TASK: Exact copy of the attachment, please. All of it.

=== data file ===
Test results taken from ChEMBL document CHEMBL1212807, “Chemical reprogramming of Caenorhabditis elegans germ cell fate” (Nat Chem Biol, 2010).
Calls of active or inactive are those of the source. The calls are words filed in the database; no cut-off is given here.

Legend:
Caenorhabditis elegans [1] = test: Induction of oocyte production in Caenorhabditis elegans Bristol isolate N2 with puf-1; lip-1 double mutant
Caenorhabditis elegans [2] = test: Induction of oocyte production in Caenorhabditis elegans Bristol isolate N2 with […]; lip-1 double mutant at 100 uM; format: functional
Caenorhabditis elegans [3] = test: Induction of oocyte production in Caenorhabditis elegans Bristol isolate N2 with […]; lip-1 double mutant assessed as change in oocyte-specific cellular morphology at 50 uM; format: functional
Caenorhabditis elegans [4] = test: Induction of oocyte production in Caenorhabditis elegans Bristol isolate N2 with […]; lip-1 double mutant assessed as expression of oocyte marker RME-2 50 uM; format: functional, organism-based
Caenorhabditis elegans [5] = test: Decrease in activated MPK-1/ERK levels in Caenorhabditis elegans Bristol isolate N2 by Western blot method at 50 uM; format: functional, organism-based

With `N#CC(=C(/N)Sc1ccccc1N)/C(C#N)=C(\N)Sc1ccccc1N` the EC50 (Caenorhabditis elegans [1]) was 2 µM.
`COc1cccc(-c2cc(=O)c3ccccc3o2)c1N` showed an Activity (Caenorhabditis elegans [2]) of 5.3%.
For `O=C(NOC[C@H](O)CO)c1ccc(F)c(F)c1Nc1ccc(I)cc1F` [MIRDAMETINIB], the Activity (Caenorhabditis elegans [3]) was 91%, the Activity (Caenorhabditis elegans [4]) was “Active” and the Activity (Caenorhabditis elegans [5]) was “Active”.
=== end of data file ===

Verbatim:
Test results taken from ChEMBL document CHEMBL1212807, “Chemical reprogramming of Caenorhabditis elegans germ cell fate” (Nat Chem Biol, 2010).
Calls of active or inactive are those of the source. The calls are words filed in the database; no cut-off is given here.

Legend:
Caenorhabditis elegans [1] = test: Induction of oocyte production in Caenorhabditis elegans Bristol isolate N2 with puf-1; lip-1 double mutant
Caenorhabditis elegans [2] = test: Induction of oocyte production in Caenorhabditis elegans Bristol isolate N2 with […]; lip-1 double mutant at 100 uM; format: functional
Caenorhabditis elegans [3] = test: Induction of oocyte production in Caenorhabditis elegans Bristol isolate N2 with […]; lip-1 double mutant assessed as change in oocyte-specific cellular morphology at 50 uM; format: functional
Caenorhabditis elegans [4] = test: Induction of oocyte production in Caenorhabditis elegans Bristol isolate N2 with […]; lip-1 double mutant assessed as expression of oocyte marker RME-2 50 uM; format: functional, organism-based
Caenorhabditis elegans [5] = test: Decrease in activated MPK-1/ERK levels in Caenorhabditis elegans Bristol isolate N2 by Western blot method at 50 uM; format: functional, organism-based

With `N#CC(=C(/N)Sc1ccccc1N)/C(C#N)=C(\N)Sc1ccccc1N` the EC50 (Caenorhabditis elegans [1]) was 2 µM.
`COc1cccc(-c2cc(=O)c3ccccc3o2)c1N` showed an Activity (Caenorhabditis elegans [2]) of 5.3%.
For `O=C(NOC[C@H](O)CO)c1ccc(F)c(F)c1Nc1ccc(I)cc1F` [MIRDAMETINIB], the Activity (Caenorhabditis elegans [3]) was 91%, the Activity (Caenorhabditis elegans [4]) was “Active” and the Activity (Caenorhabditis elegans [5]) was “Active”.